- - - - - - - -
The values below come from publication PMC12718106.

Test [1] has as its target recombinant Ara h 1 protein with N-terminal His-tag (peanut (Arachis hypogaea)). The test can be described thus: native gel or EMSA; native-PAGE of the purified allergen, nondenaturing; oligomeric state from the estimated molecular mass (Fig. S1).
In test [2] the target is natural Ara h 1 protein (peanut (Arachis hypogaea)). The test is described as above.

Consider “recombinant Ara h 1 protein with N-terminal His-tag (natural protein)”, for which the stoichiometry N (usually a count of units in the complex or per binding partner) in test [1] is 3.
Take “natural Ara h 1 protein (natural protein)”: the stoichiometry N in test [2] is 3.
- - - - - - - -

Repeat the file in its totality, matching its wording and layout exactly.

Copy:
The values below come from publication PMC12718106.

Test [1] has as its target recombinant Ara h 1 protein with N-terminal His-tag (peanut (Arachis hypogaea)). The test can be described thus: native gel or EMSA; native-PAGE of the purified allergen, nondenaturing; oligomeric state from the estimated molecular mass (Fig. S1).
In test [2] the target is natural Ara h 1 protein (peanut (Arachis hypogaea)). The test is described as above.

Consider “recombinant Ara h 1 protein with N-terminal His-tag (natural protein)”, for which the stoichiometry N (usually a count of units in the complex or per binding partner) in test [1] is 3.
Take “natural Ara h 1 protein (natural protein)”: the stoichiometry N in test [2] is 3.